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Ask the Expert : Help! My manager’s poor communication skills stress me & my team out


This article’s expert is trainer Louise Overy


“I am the leader of a small team whose work is project based. I am directly responsible to a line manager. Do you have any tips on how I can manage the stress felt by myself and my team as our line manager is never clear about what is required but is consistently very vocal about what they had expected each time I present the team’s work?”


It’s tricky, ‘managing upwards’ – it feels awkward and perhaps risky, and in this kind of situation it’s absolutely essential! Here are some ideas about what you can do.

There is lots of advice about how to reduce stressful feelings once you’ve got them, elsewhere on this website. You can also increase the resilience in your team by ensuring that you are working collaboratively and appreciatively with them – have a look at our CUSP framework for suggestions.

What’s important here, though, is to deal with the source of the stress – the uncertainty created by your line manager, and the consequent unwarranted criticism when inevitably you fail to read his/her mind.

Remind yourself of what you are here to do and also what your line manager is here to do – each of your responsibilities, and the rights that these bring. You have the right (and the responsibility – you are responsible for the team’s work) to tell your manager that their way of managing is causing the team difficulties, and that there are some simple ways to improve the way this is done…

Does the thought of doing this create feelings of stress itself?! Don’t worry, it’s understandable – and that adrenaline can be put to good use to help you have the conversation! You can manage this if it feels too much by slow breathing to relax, perhaps a couple of minutes focusing on the outside world – a short walk or simply looking out of the window to reduce unhelpful thoughts in your head and feel stronger and more confident about what you are going to say.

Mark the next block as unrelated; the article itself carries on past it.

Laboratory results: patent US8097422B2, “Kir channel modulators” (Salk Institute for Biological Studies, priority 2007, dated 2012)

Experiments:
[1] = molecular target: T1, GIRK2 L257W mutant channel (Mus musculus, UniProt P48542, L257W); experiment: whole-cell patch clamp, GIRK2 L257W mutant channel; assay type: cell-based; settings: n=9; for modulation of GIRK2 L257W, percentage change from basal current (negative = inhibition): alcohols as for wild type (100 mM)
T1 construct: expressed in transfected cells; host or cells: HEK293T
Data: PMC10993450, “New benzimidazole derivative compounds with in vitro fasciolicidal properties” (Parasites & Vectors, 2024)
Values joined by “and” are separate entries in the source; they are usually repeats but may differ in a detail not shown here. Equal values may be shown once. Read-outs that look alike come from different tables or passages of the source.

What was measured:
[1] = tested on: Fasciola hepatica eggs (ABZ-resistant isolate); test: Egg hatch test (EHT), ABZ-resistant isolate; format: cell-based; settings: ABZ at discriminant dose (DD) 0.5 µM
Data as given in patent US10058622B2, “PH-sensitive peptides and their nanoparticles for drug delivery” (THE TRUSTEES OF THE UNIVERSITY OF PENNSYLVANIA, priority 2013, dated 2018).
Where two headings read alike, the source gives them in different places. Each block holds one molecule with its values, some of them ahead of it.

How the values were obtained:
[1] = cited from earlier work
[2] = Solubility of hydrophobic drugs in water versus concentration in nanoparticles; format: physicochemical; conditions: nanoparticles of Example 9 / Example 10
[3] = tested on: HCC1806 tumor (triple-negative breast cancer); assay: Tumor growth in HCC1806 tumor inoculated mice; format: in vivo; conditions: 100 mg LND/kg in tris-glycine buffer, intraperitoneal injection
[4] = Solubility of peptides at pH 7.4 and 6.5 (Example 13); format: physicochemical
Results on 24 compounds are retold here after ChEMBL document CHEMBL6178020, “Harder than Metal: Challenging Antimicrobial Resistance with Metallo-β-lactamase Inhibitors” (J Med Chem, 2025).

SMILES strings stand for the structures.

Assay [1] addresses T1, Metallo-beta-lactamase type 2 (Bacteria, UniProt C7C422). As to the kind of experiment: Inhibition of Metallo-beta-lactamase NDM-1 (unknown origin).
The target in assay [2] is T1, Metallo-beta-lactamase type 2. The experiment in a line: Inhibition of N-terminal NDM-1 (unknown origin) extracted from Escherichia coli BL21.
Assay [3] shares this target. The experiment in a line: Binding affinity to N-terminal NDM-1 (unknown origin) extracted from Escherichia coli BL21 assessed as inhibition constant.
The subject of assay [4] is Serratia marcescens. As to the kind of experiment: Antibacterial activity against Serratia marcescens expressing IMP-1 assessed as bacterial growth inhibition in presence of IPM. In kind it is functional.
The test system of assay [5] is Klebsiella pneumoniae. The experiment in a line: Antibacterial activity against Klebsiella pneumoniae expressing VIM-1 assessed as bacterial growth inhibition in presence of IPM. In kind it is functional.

And plan what you are going to say, if you are not sure how to out it. Like a script-writer, work out how the conversation might go and the important parts of what you want to say. You can practise it – with a colleague you trust, family or friend – or just out loud by yourself. Get more comfortable with the words beforehand, and it will be easier to say them for real.

Ask for a meeting, say what it’s about in overall terms, and make sure the time allowed is enough for a good discussion.

Here’s an easy framework to help you structure what you want to say. Find the words that feel right to you and get the message across clearly.

What you like about working with your line manager (it’s got to be true!)
It’s great that we have the freedom to decide how we achieve our work targets and goals

What you don’t like about it (say this courteously, simply and briefly– don’t dress it up)
What I and the team find really difficult is that we are often quite unsure about what it is that you actually want or are expecting from us. Then when we present what we’ve done, it feels like it’s always wrong, that we’ve failed … and that is creating stress and affecting the morale of the team

What you want
What I and the team would like is to be able to make sure that we have your/the requirements absolutely clear before we start. To do this we need…[a specification / a project kickoff meeting / whatever it is]

It is useful to think through the consequences for your line manager, as described below, although you may not want to use them as part of your initial description / statement to him/her.

If you do …
‘We will get more work right first time – it will save time, increase our productivity. And the team will be much happier’

If you don’t …
I’m concerned that we will lose some good people from the team, who are getting discouraged. And it’s difficult to work efficiently like this

None of us know exactly how a conversation will go … and using this framework, you can feel confident that you have a way of saying what you want to say clearly, to get what you need.

Good luck!

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